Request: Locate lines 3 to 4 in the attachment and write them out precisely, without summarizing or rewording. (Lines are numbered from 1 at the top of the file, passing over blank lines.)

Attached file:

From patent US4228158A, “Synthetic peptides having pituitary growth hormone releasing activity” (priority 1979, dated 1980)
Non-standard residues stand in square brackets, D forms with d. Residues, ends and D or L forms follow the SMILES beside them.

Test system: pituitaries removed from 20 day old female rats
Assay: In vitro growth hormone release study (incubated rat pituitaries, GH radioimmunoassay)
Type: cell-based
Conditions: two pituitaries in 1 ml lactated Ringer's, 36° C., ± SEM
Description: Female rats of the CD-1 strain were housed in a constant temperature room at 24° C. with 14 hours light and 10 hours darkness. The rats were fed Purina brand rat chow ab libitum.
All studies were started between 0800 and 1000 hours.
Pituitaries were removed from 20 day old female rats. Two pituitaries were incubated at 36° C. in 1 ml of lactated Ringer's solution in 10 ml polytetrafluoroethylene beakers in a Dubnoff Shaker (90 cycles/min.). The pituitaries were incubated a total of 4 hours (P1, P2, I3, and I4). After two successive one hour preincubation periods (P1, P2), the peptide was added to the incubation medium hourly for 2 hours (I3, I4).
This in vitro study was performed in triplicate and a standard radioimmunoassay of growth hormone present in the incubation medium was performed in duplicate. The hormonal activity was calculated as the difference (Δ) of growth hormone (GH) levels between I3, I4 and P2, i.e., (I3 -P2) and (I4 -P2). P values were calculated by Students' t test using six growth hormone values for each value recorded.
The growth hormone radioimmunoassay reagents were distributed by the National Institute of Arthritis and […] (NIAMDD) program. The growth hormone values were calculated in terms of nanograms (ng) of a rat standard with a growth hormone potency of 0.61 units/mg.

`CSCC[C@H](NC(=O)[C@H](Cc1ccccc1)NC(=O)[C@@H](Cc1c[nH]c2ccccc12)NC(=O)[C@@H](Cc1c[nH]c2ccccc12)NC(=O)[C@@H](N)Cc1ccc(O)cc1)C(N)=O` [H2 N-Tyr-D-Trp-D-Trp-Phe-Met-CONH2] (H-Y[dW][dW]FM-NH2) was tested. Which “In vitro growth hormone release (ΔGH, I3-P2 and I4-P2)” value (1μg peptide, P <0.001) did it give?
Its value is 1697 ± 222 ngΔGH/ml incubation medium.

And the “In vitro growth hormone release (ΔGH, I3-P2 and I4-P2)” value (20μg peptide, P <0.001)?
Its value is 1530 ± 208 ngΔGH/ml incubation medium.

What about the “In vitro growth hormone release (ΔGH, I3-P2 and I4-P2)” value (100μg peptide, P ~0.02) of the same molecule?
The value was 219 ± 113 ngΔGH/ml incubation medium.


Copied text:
Test system: pituitaries removed from 20 day old female rats
Assay: In vitro growth hormone release study (incubated rat pituitaries, GH radioimmunoassay)